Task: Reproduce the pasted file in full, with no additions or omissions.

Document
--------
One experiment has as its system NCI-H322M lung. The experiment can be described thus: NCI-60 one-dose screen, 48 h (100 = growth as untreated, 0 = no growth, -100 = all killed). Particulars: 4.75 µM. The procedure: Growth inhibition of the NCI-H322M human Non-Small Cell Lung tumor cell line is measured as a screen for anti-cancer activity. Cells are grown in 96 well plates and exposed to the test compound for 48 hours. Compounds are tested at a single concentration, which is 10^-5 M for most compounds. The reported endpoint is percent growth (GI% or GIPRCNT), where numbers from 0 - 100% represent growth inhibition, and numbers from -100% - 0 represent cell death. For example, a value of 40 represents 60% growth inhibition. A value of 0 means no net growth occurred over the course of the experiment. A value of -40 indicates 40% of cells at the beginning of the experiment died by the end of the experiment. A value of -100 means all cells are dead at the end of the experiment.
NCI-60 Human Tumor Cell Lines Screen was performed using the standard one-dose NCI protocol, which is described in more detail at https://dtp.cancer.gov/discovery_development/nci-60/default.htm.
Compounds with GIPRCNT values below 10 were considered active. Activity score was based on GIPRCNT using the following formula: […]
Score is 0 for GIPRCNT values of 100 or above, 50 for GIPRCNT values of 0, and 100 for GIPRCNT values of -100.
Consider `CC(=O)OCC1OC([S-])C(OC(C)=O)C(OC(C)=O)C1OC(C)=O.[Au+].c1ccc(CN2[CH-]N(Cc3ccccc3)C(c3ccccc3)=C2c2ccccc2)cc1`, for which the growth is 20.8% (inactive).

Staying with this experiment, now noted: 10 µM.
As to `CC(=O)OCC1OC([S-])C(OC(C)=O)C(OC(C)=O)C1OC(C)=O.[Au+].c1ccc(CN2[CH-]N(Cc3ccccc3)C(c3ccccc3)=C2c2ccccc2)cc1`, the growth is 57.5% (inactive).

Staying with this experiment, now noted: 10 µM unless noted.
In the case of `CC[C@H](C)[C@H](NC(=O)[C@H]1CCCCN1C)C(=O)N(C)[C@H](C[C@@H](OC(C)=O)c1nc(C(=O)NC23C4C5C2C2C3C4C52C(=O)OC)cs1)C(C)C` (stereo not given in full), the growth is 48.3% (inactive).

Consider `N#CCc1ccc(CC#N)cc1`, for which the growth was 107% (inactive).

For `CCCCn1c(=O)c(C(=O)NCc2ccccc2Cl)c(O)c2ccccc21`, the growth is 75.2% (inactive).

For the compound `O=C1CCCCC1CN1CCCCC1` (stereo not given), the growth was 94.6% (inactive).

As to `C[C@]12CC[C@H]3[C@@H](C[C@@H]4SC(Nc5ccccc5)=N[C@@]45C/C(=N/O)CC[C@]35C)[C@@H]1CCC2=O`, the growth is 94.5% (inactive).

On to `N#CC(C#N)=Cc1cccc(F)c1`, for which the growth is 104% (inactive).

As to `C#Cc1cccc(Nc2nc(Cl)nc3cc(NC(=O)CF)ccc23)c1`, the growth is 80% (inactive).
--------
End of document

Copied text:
One experiment has as its system NCI-H322M lung. The experiment can be described thus: NCI-60 one-dose screen, 48 h (100 = growth as untreated, 0 = no growth, -100 = all killed). Particulars: 4.75 µM. The procedure: Growth inhibition of the NCI-H322M human Non-Small Cell Lung tumor cell line is measured as a screen for anti-cancer activity. Cells are grown in 96 well plates and exposed to the test compound for 48 hours. Compounds are tested at a single concentration, which is 10^-5 M for most compounds. The reported endpoint is percent growth (GI% or GIPRCNT), where numbers from 0 - 100% represent growth inhibition, and numbers from -100% - 0 represent cell death. For example, a value of 40 represents 60% growth inhibition. A value of 0 means no net growth occurred over the course of the experiment. A value of -40 indicates 40% of cells at the beginning of the experiment died by the end of the experiment. A value of -100 means all cells are dead at the end of the experiment.
NCI-60 Human Tumor Cell Lines Screen was performed using the standard one-dose NCI protocol, which is described in more detail at https://dtp.cancer.gov/discovery_development/nci-60/default.htm.
Compounds with GIPRCNT values below 10 were considered active. Activity score was based on GIPRCNT using the following formula: […]
Score is 0 for GIPRCNT values of 100 or above, 50 for GIPRCNT values of 0, and 100 for GIPRCNT values of -100.
Consider `CC(=O)OCC1OC([S-])C(OC(C)=O)C(OC(C)=O)C1OC(C)=O.[Au+].c1ccc(CN2[CH-]N(Cc3ccccc3)C(c3ccccc3)=C2c2ccccc2)cc1`, for which the growth is 20.8% (inactive).

Staying with this experiment, now noted: 10 µM.
As to `CC(=O)OCC1OC([S-])C(OC(C)=O)C(OC(C)=O)C1OC(C)=O.[Au+].c1ccc(CN2[CH-]N(Cc3ccccc3)C(c3ccccc3)=C2c2ccccc2)cc1`, the growth is 57.5% (inactive).

Staying with this experiment, now noted: 10 µM unless noted.
In the case of `CC[C@H](C)[C@H](NC(=O)[C@H]1CCCCN1C)C(=O)N(C)[C@H](C[C@@H](OC(C)=O)c1nc(C(=O)NC23C4C5C2C2C3C4C52C(=O)OC)cs1)C(C)C` (stereo not given in full), the growth is 48.3% (inactive).

Consider `N#CCc1ccc(CC#N)cc1`, for which the growth was 107% (inactive).

For `CCCCn1c(=O)c(C(=O)NCc2ccccc2Cl)c(O)c2ccccc21`, the growth is 75.2% (inactive).

For the compound `O=C1CCCCC1CN1CCCCC1` (stereo not given), the growth was 94.6% (inactive).

As to `C[C@]12CC[C@H]3[C@@H](C[C@@H]4SC(Nc5ccccc5)=N[C@@]45C/C(=N/O)CC[C@]35C)[C@@H]1CCC2=O`, the growth is 94.5% (inactive).

On to `N#CC(C#N)=Cc1cccc(F)c1`, for which the growth is 104% (inactive).

As to `C#Cc1cccc(Nc2nc(Cl)nc3cc(NC(=O)CF)ccc23)c1`, the growth is 80% (inactive).